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‘Forbidden’ Gives Thailand a Role in Busan’s Debut On Screen Section

The first two episodes of Thai language series “Forbidden” have been selected to premiere as part of the Busan International Film Festival’s new On Screen section.

The supernatural thriller is targeted at young adults. It is produced as an eight-part HBO Asia Original and will pay on regional streaming service HBO Go and HBO later this year. No upload date has been announced.

The festival said that the establishment of the On Screen section “reflects the current state of the ever-expanding film industry.” It described it as “significant in terms of providing more diverse viewership options to the contemporary audience by creating a win-win model in which (streaming) platforms and the film festival embrace each other’s values.”

Co-directed by Anucha Boonyawatana (“Malila: The Farewell Flower”) and Korean-American Josh Kim (“How To Win At Checkers (Every Time)”), the series follows four friends who travel from Bangkok to a remote village in the mountains for the funeral of the estranged father of one of the group members.

There they unleash a curse that had been long held at bay by the villagers and discover multiple layers of cover-up. While everyone becomes a suspect in the mystery, they discover that the woods hold a still nastier surprise.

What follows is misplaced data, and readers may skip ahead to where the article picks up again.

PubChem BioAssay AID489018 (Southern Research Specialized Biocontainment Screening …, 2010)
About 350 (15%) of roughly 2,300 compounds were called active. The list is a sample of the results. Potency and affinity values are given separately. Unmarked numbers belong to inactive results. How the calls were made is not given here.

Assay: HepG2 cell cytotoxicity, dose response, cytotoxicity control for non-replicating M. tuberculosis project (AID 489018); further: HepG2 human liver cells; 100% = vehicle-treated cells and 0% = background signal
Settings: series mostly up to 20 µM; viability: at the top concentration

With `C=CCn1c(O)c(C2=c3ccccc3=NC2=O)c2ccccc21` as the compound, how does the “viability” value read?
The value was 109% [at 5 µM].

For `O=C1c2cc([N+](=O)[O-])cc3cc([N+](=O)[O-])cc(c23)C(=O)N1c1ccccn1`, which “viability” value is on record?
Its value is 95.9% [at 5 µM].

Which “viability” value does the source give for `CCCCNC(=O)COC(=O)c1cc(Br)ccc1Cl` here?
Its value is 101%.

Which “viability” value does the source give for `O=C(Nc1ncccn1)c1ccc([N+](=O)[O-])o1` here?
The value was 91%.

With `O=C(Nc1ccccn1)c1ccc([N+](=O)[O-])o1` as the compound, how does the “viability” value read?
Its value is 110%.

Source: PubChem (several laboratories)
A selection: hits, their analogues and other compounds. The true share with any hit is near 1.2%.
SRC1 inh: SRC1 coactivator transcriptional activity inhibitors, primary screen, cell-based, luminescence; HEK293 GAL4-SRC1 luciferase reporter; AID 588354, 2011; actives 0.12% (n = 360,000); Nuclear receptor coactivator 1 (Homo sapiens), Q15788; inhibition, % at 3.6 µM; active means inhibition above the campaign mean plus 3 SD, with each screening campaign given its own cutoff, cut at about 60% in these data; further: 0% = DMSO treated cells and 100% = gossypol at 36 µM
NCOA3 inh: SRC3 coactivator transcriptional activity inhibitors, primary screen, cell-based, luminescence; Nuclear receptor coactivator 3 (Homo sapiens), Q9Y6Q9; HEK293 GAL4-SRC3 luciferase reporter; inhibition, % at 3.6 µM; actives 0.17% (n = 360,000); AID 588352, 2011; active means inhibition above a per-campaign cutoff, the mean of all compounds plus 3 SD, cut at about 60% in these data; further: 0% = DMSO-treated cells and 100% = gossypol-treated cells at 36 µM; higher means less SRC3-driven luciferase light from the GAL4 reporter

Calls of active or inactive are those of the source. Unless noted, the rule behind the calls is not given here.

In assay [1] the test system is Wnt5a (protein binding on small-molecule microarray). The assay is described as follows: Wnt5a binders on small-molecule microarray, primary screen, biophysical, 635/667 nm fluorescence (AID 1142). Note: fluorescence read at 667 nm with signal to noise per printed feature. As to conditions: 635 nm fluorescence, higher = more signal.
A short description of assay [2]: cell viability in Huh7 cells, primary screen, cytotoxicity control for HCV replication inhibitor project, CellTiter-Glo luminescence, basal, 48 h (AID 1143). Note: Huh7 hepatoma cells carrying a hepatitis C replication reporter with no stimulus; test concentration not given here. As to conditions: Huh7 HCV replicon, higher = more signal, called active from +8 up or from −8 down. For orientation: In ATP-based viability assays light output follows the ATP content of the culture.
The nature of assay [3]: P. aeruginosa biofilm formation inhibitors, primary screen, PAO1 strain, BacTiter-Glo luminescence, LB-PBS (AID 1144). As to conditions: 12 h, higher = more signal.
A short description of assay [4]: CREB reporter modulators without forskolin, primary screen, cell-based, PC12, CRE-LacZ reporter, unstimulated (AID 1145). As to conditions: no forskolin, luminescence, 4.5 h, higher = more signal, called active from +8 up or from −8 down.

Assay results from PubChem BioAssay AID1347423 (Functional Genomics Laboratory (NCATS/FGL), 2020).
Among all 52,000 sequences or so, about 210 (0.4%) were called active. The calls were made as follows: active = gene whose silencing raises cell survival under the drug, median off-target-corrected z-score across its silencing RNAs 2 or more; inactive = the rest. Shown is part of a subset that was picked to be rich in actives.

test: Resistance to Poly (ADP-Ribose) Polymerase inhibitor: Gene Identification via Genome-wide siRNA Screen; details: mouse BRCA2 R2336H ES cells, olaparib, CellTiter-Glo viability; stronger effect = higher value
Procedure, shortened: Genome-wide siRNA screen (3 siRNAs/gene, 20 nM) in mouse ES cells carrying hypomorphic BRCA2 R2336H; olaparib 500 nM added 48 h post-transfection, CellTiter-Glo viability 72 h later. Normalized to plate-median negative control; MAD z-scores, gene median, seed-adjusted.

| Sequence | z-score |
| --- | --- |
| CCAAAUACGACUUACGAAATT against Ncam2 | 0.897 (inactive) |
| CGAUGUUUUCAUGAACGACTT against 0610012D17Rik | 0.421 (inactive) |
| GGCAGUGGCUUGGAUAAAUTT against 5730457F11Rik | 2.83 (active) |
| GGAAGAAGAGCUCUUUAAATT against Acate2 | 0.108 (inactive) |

“The show explores what it means to cross borders and lines. In the village there is a forbidden forest, which has symbolic meaning. I’ve always been interested in taboos, challenging social ideologies and overcoming the boundaries in our lives,” said Boonyawatana.

“There is also a journey which allows the characters to question what they think they know: urban versus rural; modern versus the traditional; things you can see versus things you cannot see, beliefs,” Kim told Variety. “How do we deal with conflicts between reality and what we have learned.”

The cast is headed by popular actor and singer Krissanapoom Pibulsonggram (“Tootsies & The Fake,” Netflix series “In Family We Trust), better known as JJ.

Boonyawatana is a transgender, independent filmmaker who previously directed “Love Audition” for the United Nations, promoting health and relationships among Thai gay teens. Her feature debut “The Blue Hour” premiered in Berlin in 2015, while 2018 title “Malila” won the Kim Ji-seok award at the 22nd Busan International Film Festival.

Kim’s “Checkers” premiered in the Panorama section of the Berlin Film Festival in 2015 and was later selected to represent Thailand in the foreign-language section of the Oscars.

Production of the show took place during COVID-19 conditions in Thailand. Ahead of the production start, the show’s producers cut the number of locations in order to reduce travel and other opportunities to spread the disease. Later, regional restrictions changed while production was under way, causing a week-long hiatus.

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